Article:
Finding An Anchor For A Life Set Adrift By A Shipwreck | WAMU 88.5 - American University Radio
Filed Under:

Finding An Anchor For A Life Set Adrift By A Shipwreck

Play associated audio

In 1993, a freighter ran aground off Queens, N.Y. The Golden Venture had nearly 300 people on it who were being smuggled into the U.S. from China.

Passengers cited China's forced-sterilization program and governmental persecution from political expression as reasons to climb aboard the Golden Venture. Some paid the smugglers $30,000 to board the ship. An organized crime syndicate would front the money, and the passengers would have to work off the debt, often in restaurants like indentured servants.

Some people jumped from the ship, trying to swim ashore. Ten people drowned, while about 200 people were treated for exhaustion and exposure. Shengqiao Chen was among 110 people smuggled in the ship who were detained in U.S. prisons while they waited for political asylum.

'This Is United States'

"After three months, we finally see the land," 38-year-old Chen told Zehao Zhou during a recent visit to StoryCorps in Philadelphia. "They told us, 'This is United States.' "

The two men met while Chen was in prison. Zhou, an academic librarian at York College in Pennsylvania, was his translator. At StoryCorps, Zhou asked Chen how long he swam that day.

"You can't really swim. The waves move you back, and I passed out," Chen said. "And then a couple of my friends carried me out of the water.

"When I woke up, I was in the hospital," Chen said. "I had my hand handcuffed on the bed."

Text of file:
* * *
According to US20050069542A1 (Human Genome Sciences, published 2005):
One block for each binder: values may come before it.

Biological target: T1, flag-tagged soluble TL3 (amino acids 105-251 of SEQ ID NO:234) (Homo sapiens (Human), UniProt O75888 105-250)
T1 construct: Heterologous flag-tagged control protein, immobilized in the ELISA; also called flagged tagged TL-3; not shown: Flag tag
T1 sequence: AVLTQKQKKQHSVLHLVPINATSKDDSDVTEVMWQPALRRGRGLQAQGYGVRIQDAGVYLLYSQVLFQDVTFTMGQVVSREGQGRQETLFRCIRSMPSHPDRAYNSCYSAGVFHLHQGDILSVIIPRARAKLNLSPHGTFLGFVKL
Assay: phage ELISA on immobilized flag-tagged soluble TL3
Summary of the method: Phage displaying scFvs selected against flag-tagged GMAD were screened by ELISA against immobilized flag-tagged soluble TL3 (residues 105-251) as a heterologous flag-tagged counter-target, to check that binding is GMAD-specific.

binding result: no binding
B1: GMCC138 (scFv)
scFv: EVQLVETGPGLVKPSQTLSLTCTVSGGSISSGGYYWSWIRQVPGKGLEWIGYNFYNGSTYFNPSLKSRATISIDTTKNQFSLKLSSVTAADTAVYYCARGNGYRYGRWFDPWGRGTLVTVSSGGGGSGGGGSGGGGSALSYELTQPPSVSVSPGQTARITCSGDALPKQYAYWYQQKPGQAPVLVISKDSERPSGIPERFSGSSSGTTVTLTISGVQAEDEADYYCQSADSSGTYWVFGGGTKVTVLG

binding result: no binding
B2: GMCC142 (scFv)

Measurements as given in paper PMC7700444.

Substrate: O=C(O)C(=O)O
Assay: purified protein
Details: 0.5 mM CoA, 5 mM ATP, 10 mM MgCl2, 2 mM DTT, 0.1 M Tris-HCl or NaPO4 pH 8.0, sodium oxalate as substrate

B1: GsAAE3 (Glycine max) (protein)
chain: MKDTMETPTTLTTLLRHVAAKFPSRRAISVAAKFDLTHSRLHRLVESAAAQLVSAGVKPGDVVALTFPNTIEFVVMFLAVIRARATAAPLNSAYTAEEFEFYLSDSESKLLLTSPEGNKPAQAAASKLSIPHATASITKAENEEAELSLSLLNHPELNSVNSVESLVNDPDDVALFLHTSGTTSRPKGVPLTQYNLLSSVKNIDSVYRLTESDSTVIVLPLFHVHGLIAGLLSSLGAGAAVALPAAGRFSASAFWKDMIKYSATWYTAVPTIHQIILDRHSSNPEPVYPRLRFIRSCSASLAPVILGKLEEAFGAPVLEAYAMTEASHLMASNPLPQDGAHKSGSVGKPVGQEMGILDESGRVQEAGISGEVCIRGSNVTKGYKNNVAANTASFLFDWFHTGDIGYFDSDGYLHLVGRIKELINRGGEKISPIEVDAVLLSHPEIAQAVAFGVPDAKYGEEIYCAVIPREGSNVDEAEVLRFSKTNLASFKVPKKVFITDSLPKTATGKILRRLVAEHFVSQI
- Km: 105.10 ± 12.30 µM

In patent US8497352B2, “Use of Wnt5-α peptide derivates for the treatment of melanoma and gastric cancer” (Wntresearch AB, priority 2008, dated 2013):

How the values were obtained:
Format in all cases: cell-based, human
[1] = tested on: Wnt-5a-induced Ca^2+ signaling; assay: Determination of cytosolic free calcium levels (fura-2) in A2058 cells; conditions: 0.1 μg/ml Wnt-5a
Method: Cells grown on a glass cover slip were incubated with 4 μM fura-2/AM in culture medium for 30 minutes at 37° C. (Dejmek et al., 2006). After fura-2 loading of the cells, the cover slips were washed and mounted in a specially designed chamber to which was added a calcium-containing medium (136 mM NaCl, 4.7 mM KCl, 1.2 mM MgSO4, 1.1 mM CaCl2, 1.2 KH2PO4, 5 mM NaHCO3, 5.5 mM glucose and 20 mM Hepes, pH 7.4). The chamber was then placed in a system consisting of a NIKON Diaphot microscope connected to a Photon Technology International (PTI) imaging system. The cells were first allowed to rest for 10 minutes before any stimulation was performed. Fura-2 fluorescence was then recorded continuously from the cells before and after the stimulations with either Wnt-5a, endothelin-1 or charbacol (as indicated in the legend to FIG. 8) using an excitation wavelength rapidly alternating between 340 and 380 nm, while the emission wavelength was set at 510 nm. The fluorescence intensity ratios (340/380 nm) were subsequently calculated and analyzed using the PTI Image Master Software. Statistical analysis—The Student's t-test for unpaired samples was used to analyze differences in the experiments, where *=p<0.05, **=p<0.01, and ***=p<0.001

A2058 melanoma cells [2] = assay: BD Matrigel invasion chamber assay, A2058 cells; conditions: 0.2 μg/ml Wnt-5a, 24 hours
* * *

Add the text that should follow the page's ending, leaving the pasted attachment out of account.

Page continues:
Shrines And Letters

Chen was sent to a detention center in Pennsylvania.

"I think the most difficult time is after six months, and you don't know what your future is going to be," he said.

Chen's mother thought he was dead and had set up a family shrine for him.

"I have 20 letters that you wrote me while you were detained," Zhou said. "The letters described all the, you know, suicidal thoughts, attempts, people giving up. Remember we had the vigils outside the prison?"

Every Sunday, Zhou and others held vigils, while Chen and the other detainees watched through the window.

"A lot of us would tear up because there's still good people in the world who have a kindness heart," said Chen, who has now lived in American longer than he lived in China.

"I told my mom, I said that, 'I will either die or I will arrive to the United States.' After 20 years, I feel like I'm a part of this country, you know? I would do it again," he said.

Chen was released on parole in 1995 and was allowed to wait for political asylum outside of prison. He is still waiting for asylum to be granted, though he is able to work in the U.S. legally while he waits.

Audio produced for Morning Edition by Jasmyn Belcher with Matt Martin.

Diptychs are composite images by photographer Katja Heinemann who has been working on a long-term photo project about the Golden Venture.

Copyright 2013 NPR. To see more, visit http://www.npr.org/.

NPR

A Most Vibrant Year For Cinematographer Bradford Young

The man behind the look of Selma and A Most Violent Year talks about depicting violence, participating in history and being a black cinematographer in Hollywood.
NPR

Italian Cheese Lovers Find Their Bovine Match Through 'Adopt A Cow'

The cheeses of the Italian Alps are prized for their flavor. But the tradition of cheese-making here is dying off. Now remaining farmers are banding together around an unusual adoption program.
NPR

How Is Israeli Prime Minister Netanyahu's Washington Visit Playing In Israel?

The prime minister is headed to Washington to address Congress despite objections from the White House. Host Arun Rath speaks with NPR's Emily Harris iabout how Israelis regard the controversial trip.
NPR

A Neuroscientist Weighs In: Why Do We Disagree On The Color Of The Dress?

Robert Siegel speaks with Dr. Bevil Conway, a neuroscientist at Wellesley College, about the dress that has the whole Internet asking: What color is it?

Leave a Comment

Help keep the conversation civil. Please refer to our Terms of Use and Code of Conduct before posting your comments.